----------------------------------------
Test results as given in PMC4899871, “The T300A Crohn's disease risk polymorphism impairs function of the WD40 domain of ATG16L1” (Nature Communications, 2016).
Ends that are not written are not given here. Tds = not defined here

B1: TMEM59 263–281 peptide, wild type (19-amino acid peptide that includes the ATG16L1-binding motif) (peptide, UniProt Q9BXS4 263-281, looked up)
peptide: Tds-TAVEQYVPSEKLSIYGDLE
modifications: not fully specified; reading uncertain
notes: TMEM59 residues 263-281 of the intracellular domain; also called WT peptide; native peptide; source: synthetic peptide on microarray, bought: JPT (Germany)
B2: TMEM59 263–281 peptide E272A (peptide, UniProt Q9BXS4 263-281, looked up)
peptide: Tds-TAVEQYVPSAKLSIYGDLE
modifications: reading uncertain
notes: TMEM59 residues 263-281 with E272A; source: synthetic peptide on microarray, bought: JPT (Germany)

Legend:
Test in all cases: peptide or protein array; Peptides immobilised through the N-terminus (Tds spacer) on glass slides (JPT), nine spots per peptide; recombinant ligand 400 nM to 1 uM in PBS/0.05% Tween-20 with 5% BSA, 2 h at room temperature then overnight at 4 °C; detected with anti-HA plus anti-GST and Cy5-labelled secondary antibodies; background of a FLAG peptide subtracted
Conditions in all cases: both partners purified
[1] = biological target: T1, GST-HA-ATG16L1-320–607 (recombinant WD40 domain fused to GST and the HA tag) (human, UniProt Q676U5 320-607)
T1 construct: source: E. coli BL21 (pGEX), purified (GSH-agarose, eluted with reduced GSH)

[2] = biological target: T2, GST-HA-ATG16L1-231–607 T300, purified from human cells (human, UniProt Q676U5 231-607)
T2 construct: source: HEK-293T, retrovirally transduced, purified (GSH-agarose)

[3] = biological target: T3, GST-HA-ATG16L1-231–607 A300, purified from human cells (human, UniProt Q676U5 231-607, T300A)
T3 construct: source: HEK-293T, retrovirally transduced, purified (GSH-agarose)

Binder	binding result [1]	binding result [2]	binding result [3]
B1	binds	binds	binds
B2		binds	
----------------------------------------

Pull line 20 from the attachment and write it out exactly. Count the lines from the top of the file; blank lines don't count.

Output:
Binder	binding result [1]	binding result [2]	binding result [3]